A spellbinding winter blues–busting indoor rainbow has appeared on the first floor of the Smithsonian’s Renwick Gallery in Washington. And while to the naked eye it might look like a grace note after a rainstorm or a multicolored beam of sunlight, this dazzling man-made sleight of hand is actually composed of 60 miles of embroidery thread strung up by hand according to a carefully plotted matrix to create the trompe l’oeil effect.*
Part of the “Wonder” exhibition currently running until July 10, Gabriel Dawe’s “Plexus A1” was created especially for the Renwick Gallery, but it’s part of a numbered series called “Plexus,” variations of which are currently on view in Utah, Arkansas, and Denmark.
In an essay on his website, the Mexico City–born, Texas-based artist says that his textile-based, site-specific installations “explore the connection between fashion and architecture,” and his “fascination with the sky and its subtle gradations of color and light.”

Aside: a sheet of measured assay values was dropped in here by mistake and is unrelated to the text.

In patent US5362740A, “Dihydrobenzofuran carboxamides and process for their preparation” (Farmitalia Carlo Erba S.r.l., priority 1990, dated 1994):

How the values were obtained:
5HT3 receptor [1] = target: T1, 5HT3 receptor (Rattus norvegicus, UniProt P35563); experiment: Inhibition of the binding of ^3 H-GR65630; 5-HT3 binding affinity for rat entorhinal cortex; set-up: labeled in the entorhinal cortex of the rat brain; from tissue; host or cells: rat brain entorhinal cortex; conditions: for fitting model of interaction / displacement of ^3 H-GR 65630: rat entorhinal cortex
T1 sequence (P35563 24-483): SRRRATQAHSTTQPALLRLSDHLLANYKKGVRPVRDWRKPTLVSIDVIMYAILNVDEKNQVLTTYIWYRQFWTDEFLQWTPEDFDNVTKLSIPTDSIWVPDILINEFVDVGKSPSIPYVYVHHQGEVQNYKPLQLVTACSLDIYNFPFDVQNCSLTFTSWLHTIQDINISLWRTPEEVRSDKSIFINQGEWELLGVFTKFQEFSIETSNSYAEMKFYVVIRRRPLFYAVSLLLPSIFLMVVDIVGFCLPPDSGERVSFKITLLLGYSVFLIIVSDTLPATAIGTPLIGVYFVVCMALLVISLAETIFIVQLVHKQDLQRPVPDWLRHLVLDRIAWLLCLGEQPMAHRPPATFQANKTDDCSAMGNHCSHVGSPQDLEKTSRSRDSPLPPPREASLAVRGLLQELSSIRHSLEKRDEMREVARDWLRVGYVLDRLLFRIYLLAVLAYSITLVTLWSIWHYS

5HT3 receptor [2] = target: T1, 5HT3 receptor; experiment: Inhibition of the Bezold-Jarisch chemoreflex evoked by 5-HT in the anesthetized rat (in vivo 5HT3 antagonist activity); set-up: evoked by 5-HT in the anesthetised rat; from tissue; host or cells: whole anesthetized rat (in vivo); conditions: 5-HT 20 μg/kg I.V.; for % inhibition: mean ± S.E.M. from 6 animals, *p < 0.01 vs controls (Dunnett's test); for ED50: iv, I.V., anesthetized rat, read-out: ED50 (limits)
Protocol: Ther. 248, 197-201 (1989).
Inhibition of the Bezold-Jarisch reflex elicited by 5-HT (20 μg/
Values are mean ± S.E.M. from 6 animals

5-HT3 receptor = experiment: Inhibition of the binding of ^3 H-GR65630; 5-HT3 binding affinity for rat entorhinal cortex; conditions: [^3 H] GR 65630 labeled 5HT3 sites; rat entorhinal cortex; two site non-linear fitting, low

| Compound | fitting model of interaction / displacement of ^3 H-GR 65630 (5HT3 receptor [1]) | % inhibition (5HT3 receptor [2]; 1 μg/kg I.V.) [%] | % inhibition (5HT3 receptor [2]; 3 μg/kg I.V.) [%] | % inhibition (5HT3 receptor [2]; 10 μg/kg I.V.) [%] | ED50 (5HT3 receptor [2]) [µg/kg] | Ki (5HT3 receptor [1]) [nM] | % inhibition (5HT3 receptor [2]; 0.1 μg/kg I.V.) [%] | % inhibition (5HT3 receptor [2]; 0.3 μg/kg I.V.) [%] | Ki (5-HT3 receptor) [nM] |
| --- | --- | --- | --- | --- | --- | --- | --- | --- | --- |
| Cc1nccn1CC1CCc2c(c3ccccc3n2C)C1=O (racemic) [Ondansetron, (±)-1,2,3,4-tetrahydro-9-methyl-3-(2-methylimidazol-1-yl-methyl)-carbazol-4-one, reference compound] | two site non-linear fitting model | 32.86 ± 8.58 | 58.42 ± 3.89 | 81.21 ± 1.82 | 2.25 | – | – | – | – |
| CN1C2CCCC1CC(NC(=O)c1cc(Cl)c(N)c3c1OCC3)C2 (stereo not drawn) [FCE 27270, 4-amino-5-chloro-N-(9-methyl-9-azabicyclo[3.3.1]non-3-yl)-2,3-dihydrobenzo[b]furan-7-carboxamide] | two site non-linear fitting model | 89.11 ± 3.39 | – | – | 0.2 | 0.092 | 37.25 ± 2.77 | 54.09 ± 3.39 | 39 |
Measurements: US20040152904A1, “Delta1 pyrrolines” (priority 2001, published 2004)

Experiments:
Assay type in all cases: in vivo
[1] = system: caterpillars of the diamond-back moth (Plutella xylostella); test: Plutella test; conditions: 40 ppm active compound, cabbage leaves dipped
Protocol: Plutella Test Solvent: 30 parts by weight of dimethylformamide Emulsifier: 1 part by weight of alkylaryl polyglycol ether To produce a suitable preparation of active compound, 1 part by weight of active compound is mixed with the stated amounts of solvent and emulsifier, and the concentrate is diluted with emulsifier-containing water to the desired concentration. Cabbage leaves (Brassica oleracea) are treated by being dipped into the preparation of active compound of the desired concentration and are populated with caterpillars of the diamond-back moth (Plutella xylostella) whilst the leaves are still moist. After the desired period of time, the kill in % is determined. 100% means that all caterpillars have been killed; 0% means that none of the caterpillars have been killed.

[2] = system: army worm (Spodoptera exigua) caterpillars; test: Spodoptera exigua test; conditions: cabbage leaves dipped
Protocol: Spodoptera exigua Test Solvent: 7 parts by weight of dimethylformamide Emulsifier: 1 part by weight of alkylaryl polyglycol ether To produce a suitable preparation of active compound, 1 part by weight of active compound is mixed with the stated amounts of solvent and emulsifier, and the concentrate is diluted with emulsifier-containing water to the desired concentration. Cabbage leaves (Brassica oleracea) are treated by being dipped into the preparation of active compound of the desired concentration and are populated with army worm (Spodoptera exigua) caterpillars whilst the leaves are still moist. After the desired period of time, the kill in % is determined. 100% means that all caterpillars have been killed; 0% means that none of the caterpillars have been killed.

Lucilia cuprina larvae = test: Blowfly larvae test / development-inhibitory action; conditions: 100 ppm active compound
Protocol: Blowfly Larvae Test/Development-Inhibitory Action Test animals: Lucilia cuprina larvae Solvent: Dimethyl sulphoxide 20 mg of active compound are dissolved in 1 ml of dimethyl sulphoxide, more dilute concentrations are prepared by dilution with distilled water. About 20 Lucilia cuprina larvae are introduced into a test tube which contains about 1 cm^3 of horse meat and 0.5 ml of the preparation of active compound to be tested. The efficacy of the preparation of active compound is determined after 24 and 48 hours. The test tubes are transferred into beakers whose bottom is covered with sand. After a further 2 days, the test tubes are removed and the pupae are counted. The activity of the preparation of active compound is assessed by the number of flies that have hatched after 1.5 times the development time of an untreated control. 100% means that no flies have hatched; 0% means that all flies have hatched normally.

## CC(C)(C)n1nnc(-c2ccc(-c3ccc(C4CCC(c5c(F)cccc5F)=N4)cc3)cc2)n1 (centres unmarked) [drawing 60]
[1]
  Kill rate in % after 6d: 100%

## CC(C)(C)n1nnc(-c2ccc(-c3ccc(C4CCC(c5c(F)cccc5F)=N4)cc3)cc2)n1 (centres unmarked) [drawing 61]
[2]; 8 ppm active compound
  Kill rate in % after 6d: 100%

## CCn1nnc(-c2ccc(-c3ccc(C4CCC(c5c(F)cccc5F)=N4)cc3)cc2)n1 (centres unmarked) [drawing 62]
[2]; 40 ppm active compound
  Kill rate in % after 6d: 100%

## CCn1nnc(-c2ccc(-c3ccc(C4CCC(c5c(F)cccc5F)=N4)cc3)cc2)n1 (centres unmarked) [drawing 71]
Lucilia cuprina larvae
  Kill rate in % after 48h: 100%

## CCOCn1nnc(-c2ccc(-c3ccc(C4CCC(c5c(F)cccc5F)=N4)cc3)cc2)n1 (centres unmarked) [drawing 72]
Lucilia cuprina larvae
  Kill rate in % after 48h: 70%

Both fashion and architecture have “the capacity to offer shelter to the body,” he writes. “When we get cold, we wear a sweater. When it’s raining we can go inside a building. By reversing scale and material to create an actual structure made of thread, the sheltering quality goes through a transformation, from protecting the body on a physical level, to soothing the human spirit in a subtle, yet powerful way.”
The gradations of color are designed to mimic the way that color and light coalesce in the sky. “The fineness of the thread makes these installations ethereal, almost immaterial,” Dawe writes, adding that his “symbolic quest” to give density to light offers viewers “an approximation of things otherwise inaccessible to us—a glimmer of hope that brings us closer to the transcendent, to show that there can be beauty in this messed up world we live in.”
*Correction, Jan. 15, 2016: This post originally misstated that “Plexus A1” is made from 6 miles of embroidery thread. It’s made from 60 miles of embroidery thread.